So you took that transatlantic flight, paid $20 to offset the greenhouse gases ejected by the plane, and reduced your carbon footprint. But did you really help save the planet?
As the clamor over global warming gets ever louder, the practice of carbon offsetting – paying a third party to remove or otherwise offset an amount of carbon equivalent to the volume emitted – is now falling under close scrutiny.
Environmental experts are warning that some projects are less effective than others, and say the market urgently needs some form of regulation: Carbon-offsetting prices vary enormously, from around $10 to $50 a ton, and consumers have little idea what they are actually getting for their money.
"Part of the problem is that there are no real standards for carbon offsetting," says Richard Tarasofsky, a sustainable development expert at the London-based Chatham House think tank. Without international certification, he says, the new fad could quickly be compromised.
Against this backdrop, Britain has announced plans to become the first country to set a standard on how effective and worthy offsetting projects are. A "kitemark," or official logo,will be introduced in the autumn to "raise awareness so that consumers understand what offsetting is and how it can contribute to tackling climate change," explains one government official on customary condition of anonymity.
But which projects will get the nod? Environmentalists tend to agree that the best are those that seek to reduce emissions, such as renewable energy projects, rather than those that sequester carbon already in the atmosphere, like reforestation projects, as no one can say for certain whether a new tree will survive to absorb a lifetime's carbon dioxide.
"It's very difficult to measure the emissions reduction from a tree or a new forest – it depends on where it is grown," says Kirsty Clough, an offsetting expert with the Worldwide Fund for Nature (WWF). And at the end of the day, she points out, "it's not driving a lower-carbon economy."
Concern is growing that the British program will not always promote the best projects. The new standard will be based on an international system already established by the Kyoto process known as the Clean Development Mechanism (CDM). This, experts say, tends to favor large industrial schemes to reduce other harmful gases like chlorofluorocarbons (CFCs) and methane over smaller projects that tackle carbon emissions.
"This doesn't help us move to low-carbon economies," warns Simon Retallack of London's Institute for Public Policy Research. "CFCs are a low-hanging fruit much easier to reduce."
Michael Buick, a spokesman for Climate Care, one of Britain's largest offsetting companies, says that bringing in CDM-style standards would undermine some of Climate Care's worthiest projects, such as an efficient-stoves program in Mexico. One new stove alone, he says, cuts 1.5 tons of CO2 a year.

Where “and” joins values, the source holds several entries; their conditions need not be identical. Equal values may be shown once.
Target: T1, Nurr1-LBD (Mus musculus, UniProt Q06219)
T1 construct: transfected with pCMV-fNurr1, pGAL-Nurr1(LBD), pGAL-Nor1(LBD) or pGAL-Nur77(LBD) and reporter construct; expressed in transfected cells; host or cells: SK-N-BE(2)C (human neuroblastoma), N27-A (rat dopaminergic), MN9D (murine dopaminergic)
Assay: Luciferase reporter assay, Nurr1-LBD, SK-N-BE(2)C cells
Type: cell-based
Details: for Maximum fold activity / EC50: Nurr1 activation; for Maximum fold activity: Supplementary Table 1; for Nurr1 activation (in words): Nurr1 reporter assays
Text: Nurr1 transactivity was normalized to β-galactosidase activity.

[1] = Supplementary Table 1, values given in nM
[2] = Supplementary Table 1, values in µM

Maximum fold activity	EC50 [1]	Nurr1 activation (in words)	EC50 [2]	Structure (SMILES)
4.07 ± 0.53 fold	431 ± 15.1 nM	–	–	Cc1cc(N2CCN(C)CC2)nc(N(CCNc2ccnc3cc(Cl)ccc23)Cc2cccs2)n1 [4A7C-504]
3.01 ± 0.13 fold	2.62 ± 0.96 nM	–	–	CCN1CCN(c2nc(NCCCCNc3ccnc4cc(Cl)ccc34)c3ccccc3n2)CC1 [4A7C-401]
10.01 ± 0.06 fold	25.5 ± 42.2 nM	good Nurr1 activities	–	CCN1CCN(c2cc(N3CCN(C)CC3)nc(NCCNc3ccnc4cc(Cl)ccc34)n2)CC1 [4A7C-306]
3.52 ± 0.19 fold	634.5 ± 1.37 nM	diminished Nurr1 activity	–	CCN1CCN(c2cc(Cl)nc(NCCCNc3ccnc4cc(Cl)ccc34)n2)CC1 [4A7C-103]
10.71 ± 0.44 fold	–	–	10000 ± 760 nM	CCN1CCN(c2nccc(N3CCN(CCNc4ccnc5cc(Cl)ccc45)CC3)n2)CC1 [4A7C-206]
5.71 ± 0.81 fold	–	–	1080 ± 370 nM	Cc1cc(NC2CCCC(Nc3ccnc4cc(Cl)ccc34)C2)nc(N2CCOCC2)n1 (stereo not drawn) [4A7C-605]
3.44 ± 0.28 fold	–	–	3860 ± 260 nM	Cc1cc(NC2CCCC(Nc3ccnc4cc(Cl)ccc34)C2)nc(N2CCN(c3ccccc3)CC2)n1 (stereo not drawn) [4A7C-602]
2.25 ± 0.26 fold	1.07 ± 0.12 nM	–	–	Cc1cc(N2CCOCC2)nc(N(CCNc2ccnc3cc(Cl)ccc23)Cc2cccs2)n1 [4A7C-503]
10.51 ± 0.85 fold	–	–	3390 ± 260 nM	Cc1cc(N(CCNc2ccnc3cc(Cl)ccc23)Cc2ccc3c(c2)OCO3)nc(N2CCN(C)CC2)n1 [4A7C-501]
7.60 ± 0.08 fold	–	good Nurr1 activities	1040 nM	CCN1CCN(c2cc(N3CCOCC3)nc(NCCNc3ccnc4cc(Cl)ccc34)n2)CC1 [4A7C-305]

"There are very worthwhile types of project that the Kyoto system has not yet found a way of including," says Mr. Buick. "If the government standard advises people only to buy [Kyoto-approved schemes] and if people follow that advice, then demand will dry up for projects like our efficient stoves in Mexico and that would mean we could no longer fund those kinds of projects."
The WWF is urging governments instead to adopt its so-called Gold Standard, a hallmark that sets stringent criteria including energy efficiency, sustainable development, transition to lower-carbon energy systems, and "additionality" – whether a project would have not taken place without the offset investment. Under this standard, reforestation, large hydroelectric power schemes, and incineration energy are excluded.
Carbon offsetting is growing exponentially. Buick's company has moved from 100,000 tons of CO2 "sold"in 2004-05 to a forecast of 1 million tons in 2006-07. Worldwide estimates expect the market, worth around $35 million in 2005, to top $500 million in the next three years.
Despite the reservations about the British "kitemark" scheme, the government is at least showing signs of action. It claims it will double its Kyoto target – to reduce emissions by 12.5 percent by 2010. It is poised next month to introduce a climate-change law – another world first, according to environment minister David Miliband – that will propose targets to cut emissions and encourage people to measure their own carbon footprint.
And it is also looking into the feasibility of issuing each individual with a 'personal carbon account', complete with credits that could be traded and redeemed against energy purchases in a similar fashion to a Europe-wide emissions trading scheme which provides a financial incentive for industry to reduce emissions.
Top politicians meanwhile have suddenly recognized the importance of green credentials. When Tony Blair was criticized for flying for a winter holiday to Barbados, his top ministers – including putative successor Gordon Brown – quickly let it be known how modest their own personal international travel is and how assiduously they offset their carbon emissions.
Yet many environmentalists say there is a lot more that countries like Britain must do to reduce emissions and get people to offset. Friends of the Earth warn that aviation emissions in Britain are rising sharply. The Institute for Public Policy Research, a British think tank, is calling for offsetting to be the "default" position when it comes to flying.
"It's no good just waiting for people to sign up voluntarily," says Mr. Retallack. "The public are much more likely to go along with offsetting if it's assumed they will offset but are given a box to tick if they don't want to."